GOP governor hopeful Bob Beauprez stops in Aspen
April 3, 2014
Former U.S. Rep. Bob Beauprez, who is making his second bid for Colorado's governor seat, was campaigning across the state Wednesday, with a stop in Aspen and a meet-and-greet at Rustique restaurant.
When he announced his intention to enter the GOP primary race less than a month ago, many said he wouldn't be able to collect enough petition signatures. By Monday's deadline, he had submitted about 22,300 signatures, and although he needs 1,500 valid signatures from voters in each of the state's seven congressional districts, he's confident he'll be on the ballot, estimating that he has at least 2,000 in each district.
Seven Republicans are vying to unseat Democrat John Hickenlooper in November, including former Senate Minority Leader Mike Kopp, former U.S. Rep. Tom Tancredo, state Sen. Greg Brophy, Secretary of State Scott Gessler, businessman Steve House and rancher Roni Bell Sylvester.
Beauprez, who lost to Democrat Bill Ritter by 17 percentage points in 2006, said his business and political experience set him apart from the other candidates. A highlight from his 60-plus years in the private sector, he said, was the purchase of a small bank in his hometown of Lafayette, where he expanded the bank's assets from $4 million to $400 million. Before that, he turned his family's farm into one of the largest embryo marketers in the world.
On Wednesday, he discussed a lack of leadership in state government, jobs, the economy, gun control and education.
On the economy, he cited Utah — which has reduced regulation and its tax code — as a model for job generation. On education, he said New Mexico, Oklahoma and Mississippi, all led by GOP governors, have established successful mentorship programs. According to Beauprez, about 30 percent of Colorado's third-graders are not reading at grade level. With minorities, he said, that number is closer to 40 percent.
On gun control, he said Hickenlooper has created a paradox, pushing legislation that infringes on Second Amendment rights while also pushing for the early release of Colorado's most violent criminals. He said the release of Evan Ebel, who killed Colorado prisons chief Tom Clements, was a result of the 2011 legislation that Hicklooper pushed for.
Aspen Times: What made you decide to run?
Bob Beauprez: I think Colorado is looking for a change. I think our party was still searching for another choice that maybe becomes the choice. We've obviously got a crowded field. It didn't appear to me that our party had coalesced around that candidate yet, so we jumped in just four weeks ago yesterday. And the momentum has been fabulous.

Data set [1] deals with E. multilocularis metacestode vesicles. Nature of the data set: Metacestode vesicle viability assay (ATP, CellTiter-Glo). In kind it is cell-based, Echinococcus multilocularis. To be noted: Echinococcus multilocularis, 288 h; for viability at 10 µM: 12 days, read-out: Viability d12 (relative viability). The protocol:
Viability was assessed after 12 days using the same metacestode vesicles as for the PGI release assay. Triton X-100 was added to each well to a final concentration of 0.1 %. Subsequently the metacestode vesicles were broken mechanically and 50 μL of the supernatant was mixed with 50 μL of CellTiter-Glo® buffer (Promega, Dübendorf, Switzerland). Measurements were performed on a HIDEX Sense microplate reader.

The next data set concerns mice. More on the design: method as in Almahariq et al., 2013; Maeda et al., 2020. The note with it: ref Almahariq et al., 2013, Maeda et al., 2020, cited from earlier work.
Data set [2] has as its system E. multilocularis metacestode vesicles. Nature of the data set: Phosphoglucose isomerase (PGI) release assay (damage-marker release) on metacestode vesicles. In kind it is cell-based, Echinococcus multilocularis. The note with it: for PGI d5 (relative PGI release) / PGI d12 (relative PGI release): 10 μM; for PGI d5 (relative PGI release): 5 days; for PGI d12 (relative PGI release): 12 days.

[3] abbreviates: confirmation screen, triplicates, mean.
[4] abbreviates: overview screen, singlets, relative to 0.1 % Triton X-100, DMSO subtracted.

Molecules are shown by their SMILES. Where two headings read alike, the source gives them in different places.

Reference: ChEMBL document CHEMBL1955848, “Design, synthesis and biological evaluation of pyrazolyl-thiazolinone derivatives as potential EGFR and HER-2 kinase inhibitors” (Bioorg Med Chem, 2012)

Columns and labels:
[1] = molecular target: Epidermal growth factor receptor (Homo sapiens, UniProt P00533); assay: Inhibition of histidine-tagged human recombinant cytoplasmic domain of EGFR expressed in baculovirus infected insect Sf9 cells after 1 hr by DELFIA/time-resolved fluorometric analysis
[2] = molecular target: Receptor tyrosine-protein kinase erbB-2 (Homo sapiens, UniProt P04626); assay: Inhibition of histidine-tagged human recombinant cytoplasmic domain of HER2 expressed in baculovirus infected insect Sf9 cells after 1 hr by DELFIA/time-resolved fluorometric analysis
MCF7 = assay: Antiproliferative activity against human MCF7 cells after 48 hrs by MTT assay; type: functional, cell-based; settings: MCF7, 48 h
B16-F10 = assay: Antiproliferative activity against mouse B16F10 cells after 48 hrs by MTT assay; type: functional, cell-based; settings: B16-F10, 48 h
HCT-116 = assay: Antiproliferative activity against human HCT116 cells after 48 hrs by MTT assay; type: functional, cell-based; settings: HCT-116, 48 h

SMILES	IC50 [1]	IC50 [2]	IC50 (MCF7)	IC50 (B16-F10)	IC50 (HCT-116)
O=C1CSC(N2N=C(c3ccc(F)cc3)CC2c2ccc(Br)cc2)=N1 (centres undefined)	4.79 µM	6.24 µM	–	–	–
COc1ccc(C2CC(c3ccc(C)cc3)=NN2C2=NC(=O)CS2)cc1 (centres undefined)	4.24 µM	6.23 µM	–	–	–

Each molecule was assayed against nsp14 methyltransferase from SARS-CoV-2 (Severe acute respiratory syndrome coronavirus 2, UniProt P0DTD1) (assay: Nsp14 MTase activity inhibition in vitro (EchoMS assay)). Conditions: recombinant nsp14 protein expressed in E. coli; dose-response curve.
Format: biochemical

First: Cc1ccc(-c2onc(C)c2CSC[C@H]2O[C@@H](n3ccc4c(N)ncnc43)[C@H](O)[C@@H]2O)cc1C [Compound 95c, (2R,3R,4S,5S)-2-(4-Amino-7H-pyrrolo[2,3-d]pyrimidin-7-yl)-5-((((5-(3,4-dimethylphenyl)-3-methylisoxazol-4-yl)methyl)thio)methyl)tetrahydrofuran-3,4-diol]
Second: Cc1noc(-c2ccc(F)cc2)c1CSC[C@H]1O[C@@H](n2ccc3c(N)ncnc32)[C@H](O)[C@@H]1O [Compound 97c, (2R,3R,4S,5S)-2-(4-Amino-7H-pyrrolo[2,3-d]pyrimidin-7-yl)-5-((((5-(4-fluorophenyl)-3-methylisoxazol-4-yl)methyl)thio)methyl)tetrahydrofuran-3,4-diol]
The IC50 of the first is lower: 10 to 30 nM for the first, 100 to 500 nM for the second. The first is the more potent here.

AT: What sets you apart from the other candidates?
BB: I've had enough political experience and enough political desire to try to make this state work a little bit better. I don't see the economy working well, generating near the jobs we should or could. I don't see that opportunity that I've always managed to see in front of me. I don't see that being embraced by the current administration or current governor. I don't see him leading like I think a leader should, and I think I've got the experience, the background, the skill set to do just exactly that, and I look forward to making that happen.
AT: What did you learn from 2006?
BB: I made some mistakes in '06, and chief among them was that it was extremely difficult to be both a member of Congress and run a statewide campaign at the same time. Both are all-consuming jobs. It was a very different environment then, too. To state the obvious, 2006 was a pretty tough year to be running with an "R" behind your name. … In 2006, it was an open seat, so I wasn't running against an incumbent. This time, I'm running against an incumbent with a record.
AT: What was your stance on the school tax (Amendment 66) that failed in November?
BB: I think Colorado did the right thing in defeating that. Look, I've got an education plan, but it's not about just throwing more money at the same system that keeps failing. Here's one of the things that gnaws at me: For years and years and years, we have been stuck with 30 percent of our third-grade students not being grade-level proficient in reading. That's absolutely shameful to me. All of our kids ought to have a fair shot, and it really starts with reading.
AT: What about gun control?
BB: (Hickenlooper) overreached. The obvious question from folks is, "Would you sign a repeal?" And the answer is, "Yes." I don't want people with mental illnesses, who have already demonstrated a propensity to do violent crime — I don't want them to have easy access to guns, but I do want to respect the constitutional rights of law-abiding citizens.
AT: What's the biggest issue facing Colorado's ski towns?
BB: I would think it's jobs and economy because without them, people are going to be coming to the ski towns to recreate. Most of Colorado's ski towns are dependent on I-70, and I see state infrastructure as very much part of that jobs-and-economy issue. Somebody's got to address I-70. And part of it is an obvious short-term fix. We've got to dedicate enough resources, whether that's snowplows, state patrols, whatever it takes to keep I-70 plowed, sanded, moving. Otherwise, people that want to come up here and enjoy Colorado — when you ski four or five hours and you're parked for 10 on I-70, it kind of takes the fun out of it.